JP Morgan makes 49 per cent "strategic investment" in Greek fintech Viva Wallet
Although financial terms of the deal have not been disclosed, Viva Wallet is said to be valued at more than $2bn and JP Morgan is said to be investing more than £1.15bn into the Athens-based fintech.
JP Morgan has made a 49 per cent “strategic investment” in Greek cloud-based payment firm Viva Wallet, as its investment in fintech continues apace.
The financial terms of the deal have not been disclosed.
According to Reuters, Viva Wallet is valued at more than $2bn and JP Morgan is investing more than $1.15bn into the Athens-based fintech.
Viva Wallet, founded in 2000, has a presence in over 20 European markets and offers services including digital debit cards, business accounts and cloud-based payments for small businesses.
In 2020, it launched Apple Pay and Google Pay across 18 countries.
It is also an approved payment company for London’s black taxis.
The deal was first rumoured in November last year, with the US bank one of several companies considering buying or partnering with Viva Wallet.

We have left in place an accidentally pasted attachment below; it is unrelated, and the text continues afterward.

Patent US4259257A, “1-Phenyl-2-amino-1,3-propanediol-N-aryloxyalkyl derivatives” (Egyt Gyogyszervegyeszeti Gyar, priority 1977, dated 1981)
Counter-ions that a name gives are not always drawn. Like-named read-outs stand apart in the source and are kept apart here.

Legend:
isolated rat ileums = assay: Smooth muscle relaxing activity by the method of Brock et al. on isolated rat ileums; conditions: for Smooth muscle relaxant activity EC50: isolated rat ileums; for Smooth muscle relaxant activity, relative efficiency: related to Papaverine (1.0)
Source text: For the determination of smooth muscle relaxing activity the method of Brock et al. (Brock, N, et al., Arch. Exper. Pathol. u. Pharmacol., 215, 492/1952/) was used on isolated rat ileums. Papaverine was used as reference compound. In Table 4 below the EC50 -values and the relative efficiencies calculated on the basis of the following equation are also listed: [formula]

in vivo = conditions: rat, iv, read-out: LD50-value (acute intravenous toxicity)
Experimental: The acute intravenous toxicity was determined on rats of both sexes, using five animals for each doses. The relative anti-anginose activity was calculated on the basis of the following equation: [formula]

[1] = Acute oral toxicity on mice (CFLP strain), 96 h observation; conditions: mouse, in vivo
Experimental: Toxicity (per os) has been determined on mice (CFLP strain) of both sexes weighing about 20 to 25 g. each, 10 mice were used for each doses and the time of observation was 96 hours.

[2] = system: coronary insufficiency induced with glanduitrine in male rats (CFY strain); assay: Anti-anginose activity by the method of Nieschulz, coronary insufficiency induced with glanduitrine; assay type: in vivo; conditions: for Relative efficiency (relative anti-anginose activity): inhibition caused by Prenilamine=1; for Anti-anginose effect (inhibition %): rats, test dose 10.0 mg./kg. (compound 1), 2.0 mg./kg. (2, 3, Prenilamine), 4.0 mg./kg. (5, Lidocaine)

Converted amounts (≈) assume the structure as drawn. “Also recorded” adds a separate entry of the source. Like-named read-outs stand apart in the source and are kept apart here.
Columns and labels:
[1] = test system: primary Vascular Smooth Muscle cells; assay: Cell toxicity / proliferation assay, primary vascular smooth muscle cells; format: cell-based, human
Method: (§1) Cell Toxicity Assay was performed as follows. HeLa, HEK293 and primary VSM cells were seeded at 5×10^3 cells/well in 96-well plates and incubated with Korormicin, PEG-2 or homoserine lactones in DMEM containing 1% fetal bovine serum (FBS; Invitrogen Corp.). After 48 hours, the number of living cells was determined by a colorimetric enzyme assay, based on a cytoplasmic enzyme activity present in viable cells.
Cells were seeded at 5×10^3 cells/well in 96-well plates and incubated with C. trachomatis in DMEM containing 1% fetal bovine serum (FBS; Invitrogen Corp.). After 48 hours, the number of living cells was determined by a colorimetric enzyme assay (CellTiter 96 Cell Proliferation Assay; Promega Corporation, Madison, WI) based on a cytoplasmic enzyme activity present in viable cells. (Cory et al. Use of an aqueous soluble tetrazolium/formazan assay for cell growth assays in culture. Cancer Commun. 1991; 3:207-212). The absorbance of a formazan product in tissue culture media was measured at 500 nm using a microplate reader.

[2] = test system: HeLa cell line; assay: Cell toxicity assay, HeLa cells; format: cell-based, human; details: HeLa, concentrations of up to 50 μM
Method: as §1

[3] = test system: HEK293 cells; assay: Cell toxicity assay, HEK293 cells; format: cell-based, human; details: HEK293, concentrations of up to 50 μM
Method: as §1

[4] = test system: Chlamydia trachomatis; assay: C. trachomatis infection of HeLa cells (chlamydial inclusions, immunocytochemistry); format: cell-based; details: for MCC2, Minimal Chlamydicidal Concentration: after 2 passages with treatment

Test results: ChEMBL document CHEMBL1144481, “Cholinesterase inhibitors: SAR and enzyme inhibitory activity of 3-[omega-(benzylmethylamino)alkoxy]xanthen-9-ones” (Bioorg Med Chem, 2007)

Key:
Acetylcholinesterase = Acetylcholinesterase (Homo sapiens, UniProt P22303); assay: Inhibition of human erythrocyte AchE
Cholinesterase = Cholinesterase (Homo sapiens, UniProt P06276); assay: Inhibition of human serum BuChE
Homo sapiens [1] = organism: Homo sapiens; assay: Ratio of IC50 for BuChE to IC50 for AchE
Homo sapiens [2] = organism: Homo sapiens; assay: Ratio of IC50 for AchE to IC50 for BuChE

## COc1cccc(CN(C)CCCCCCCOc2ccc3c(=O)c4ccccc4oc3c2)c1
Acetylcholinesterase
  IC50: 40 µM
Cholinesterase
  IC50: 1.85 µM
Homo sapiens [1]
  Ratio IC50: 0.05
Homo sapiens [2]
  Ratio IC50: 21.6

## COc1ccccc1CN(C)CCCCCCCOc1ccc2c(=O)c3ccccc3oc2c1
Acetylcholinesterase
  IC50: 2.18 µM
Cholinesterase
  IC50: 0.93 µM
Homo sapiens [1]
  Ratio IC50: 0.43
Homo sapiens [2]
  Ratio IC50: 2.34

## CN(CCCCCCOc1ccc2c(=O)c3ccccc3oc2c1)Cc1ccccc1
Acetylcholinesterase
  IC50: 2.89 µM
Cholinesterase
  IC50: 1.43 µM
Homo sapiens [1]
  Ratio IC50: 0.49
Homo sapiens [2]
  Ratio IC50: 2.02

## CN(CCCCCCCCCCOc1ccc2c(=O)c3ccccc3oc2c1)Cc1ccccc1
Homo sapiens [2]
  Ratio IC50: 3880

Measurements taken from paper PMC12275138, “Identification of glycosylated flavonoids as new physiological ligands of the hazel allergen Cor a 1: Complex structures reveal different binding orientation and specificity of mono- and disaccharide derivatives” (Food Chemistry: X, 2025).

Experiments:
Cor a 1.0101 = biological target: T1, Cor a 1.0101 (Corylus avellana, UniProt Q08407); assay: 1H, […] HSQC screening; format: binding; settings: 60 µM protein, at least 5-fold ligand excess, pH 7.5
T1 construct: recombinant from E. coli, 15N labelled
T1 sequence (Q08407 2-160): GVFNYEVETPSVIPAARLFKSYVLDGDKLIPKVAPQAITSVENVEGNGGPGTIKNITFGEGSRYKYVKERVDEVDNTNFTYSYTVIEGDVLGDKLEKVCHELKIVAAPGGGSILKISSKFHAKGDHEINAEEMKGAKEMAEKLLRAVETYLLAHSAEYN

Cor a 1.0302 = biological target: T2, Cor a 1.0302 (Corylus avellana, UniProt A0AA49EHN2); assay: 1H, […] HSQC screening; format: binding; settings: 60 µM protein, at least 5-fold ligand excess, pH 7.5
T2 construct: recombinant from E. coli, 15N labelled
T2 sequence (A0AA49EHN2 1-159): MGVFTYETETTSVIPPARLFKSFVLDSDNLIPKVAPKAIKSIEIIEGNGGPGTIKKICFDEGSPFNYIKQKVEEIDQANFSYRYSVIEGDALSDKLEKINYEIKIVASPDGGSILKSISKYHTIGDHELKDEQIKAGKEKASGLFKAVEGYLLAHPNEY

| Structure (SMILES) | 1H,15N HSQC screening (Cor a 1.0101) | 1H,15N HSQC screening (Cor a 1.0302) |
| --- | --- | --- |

The move by JP Morgan marks its latest investment in the fintech sector, as it looks to invest in nimble startups to bolster its position in the market.
The stake will be acquired from Viva Wallet’s minority shareholders, which includes the British fund Hedosophia.
“We are very excited to make a strategic investment in Viva Wallet to support their vision to empower new growth and payments innovation targeted at European small and midsize businesses (SMBs) and middle market merchant services clients,” said Takis Georgakopoulos, global head of JP Morgan Payments.
“The European payments landscape is fragmented yet large in terms of opportunity, with more than 17 million merchants1 ready to implement scalable payments solutions and this is a big focus area for added growth for J.P. Morgan Payments in the future."
“This strategic investment from JP Morgan’s Payments business will enable us to complete the build out of our vision to deliver fully localized payments and transactions services to SMBs across Europe,” said Haris Karonis, CEO and co-founder of Viva Wallet.
In January the US banking giant laid out plans to spend more than $12bn on technology in 2022.
Last year, it agreed to buy UK-based digital wealth manager Nutmeg for around £700m and has also shelled out more than $1bn to acquire a 40 per cent stake in Brazilian digital bank C6.
It has also made investments in several smaller fintechs and in September this year launched its new digital banking brand Chase in the UK in a bid to take on the likes of Monzo and Starling Bank at their own game.